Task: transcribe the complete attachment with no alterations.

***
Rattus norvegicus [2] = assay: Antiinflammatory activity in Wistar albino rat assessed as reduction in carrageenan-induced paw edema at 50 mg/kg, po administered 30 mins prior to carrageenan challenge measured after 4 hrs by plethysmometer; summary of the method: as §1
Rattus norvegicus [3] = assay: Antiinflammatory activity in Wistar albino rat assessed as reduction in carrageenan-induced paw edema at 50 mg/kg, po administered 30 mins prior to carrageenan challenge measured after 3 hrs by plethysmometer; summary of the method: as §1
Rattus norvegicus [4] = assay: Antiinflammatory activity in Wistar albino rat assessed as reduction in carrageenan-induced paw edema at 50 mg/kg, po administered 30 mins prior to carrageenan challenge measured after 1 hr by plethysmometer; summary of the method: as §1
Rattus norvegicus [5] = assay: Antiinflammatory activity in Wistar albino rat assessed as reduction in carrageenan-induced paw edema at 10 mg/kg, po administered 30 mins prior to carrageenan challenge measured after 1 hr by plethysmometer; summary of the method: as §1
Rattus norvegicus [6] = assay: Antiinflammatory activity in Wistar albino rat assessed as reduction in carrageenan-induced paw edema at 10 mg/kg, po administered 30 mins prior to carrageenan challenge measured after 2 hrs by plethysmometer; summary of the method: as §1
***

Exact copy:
Rattus norvegicus [2] = assay: Antiinflammatory activity in Wistar albino rat assessed as reduction in carrageenan-induced paw edema at 50 mg/kg, po administered 30 mins prior to carrageenan challenge measured after 4 hrs by plethysmometer; summary of the method: as §1
Rattus norvegicus [3] = assay: Antiinflammatory activity in Wistar albino rat assessed as reduction in carrageenan-induced paw edema at 50 mg/kg, po administered 30 mins prior to carrageenan challenge measured after 3 hrs by plethysmometer; summary of the method: as §1
Rattus norvegicus [4] = assay: Antiinflammatory activity in Wistar albino rat assessed as reduction in carrageenan-induced paw edema at 50 mg/kg, po administered 30 mins prior to carrageenan challenge measured after 1 hr by plethysmometer; summary of the method: as §1
Rattus norvegicus [5] = assay: Antiinflammatory activity in Wistar albino rat assessed as reduction in carrageenan-induced paw edema at 10 mg/kg, po administered 30 mins prior to carrageenan challenge measured after 1 hr by plethysmometer; summary of the method: as §1
Rattus norvegicus [6] = assay: Antiinflammatory activity in Wistar albino rat assessed as reduction in carrageenan-induced paw edema at 10 mg/kg, po administered 30 mins prior to carrageenan challenge measured after 2 hrs by plethysmometer; summary of the method: as §1